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Wednesday, January 19, 2011

Without a single E.R. visit: The Special Care Center

Dr. Atul Gawande's description of the morning huddles by an innovative medical practice:
The Special Care Center in Atlantic City, New Jersey houses an experiment started in 2007 by the health-benefit programs of the casino worker's union and AtlantiCare Medical Center, the city's two largest employers.

Dr. Rushika Fernandopulle runs the clinic just for workers with very high medical costs. A staff meeting each morning reviews the medical issues of the patients on that day’s appointment books. Clinicians popped open their laptops and pulled up their patient lists together. A full-time social worker and the receptionist joined the doctors and nurses. Outnumbering them all were eight full-time "health coaches" from the patients' communities.

In 45 minutes the staff ran through everyone's patients. They reviewed the requests that patients had made by email or phone, and the plans for the ones with appointments that day. Staff made sure that all patients who made a sick visit the day before got a follow-up call within 24 hours, that every test was reviewed, and that every unexpected problem was addressed.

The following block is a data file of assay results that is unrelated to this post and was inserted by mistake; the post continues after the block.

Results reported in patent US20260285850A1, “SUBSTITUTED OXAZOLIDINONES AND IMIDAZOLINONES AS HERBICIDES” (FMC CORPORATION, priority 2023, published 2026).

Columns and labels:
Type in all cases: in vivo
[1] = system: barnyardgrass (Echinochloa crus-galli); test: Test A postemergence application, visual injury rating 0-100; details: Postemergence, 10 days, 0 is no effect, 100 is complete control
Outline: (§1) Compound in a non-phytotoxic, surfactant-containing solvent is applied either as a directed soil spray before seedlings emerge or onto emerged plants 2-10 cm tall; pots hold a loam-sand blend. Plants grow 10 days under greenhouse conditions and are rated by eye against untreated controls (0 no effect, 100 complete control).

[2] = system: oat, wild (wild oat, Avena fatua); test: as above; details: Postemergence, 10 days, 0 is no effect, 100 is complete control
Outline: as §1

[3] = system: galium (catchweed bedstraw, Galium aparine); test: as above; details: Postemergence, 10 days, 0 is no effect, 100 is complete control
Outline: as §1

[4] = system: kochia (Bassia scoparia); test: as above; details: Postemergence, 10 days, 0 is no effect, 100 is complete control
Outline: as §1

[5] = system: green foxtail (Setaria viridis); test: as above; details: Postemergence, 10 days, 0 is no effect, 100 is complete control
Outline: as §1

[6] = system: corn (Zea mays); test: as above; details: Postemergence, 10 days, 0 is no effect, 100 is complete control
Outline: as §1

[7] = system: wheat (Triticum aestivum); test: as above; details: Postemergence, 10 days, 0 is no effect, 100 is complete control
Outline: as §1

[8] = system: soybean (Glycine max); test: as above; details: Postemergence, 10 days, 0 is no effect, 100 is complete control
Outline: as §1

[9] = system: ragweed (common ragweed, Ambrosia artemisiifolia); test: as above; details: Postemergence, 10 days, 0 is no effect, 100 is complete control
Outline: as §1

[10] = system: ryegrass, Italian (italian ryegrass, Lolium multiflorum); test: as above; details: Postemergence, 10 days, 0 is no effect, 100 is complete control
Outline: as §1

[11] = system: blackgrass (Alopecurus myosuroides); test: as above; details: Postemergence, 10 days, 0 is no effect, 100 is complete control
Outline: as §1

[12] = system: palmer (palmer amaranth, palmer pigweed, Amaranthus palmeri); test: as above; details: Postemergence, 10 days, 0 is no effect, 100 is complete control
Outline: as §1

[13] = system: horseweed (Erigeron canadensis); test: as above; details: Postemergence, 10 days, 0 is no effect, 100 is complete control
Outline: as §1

Most patients required no more than 10 seconds. Mr. Green didn't turn up for his cardiac testing or return calls about it. "I know where his wife works. I'll track her down," the receptionist said. Ms. Blue is pregnant and on a medication for high blood pressure that's unsafe for pregnant women. "I'll change her prescription right now," said her doctor, and did so.

Other patients required longer discussions. A middle-aged heart-disease patient's recent blood tests showed worsening kidney failure. The team decided to repeat the blood tests that morning, organize a kidney ultrasound in the afternoon if the tests confirmed the finding, and have him seen in the office at the end of the day.

A staff member read out the hospital census. Of the clinic's 1200 chronically ill patients, just one was in the hospital, and she was being discharged. The clinic's patients had gone four days without a single E.R. visit. On hearing this, staff cheered and broke into applause.

Read another story by Dr. Atul Gawande.

Thanks to Dr. Atul Gawande for the source article in the Jan. 24 issue of The New Yorker.

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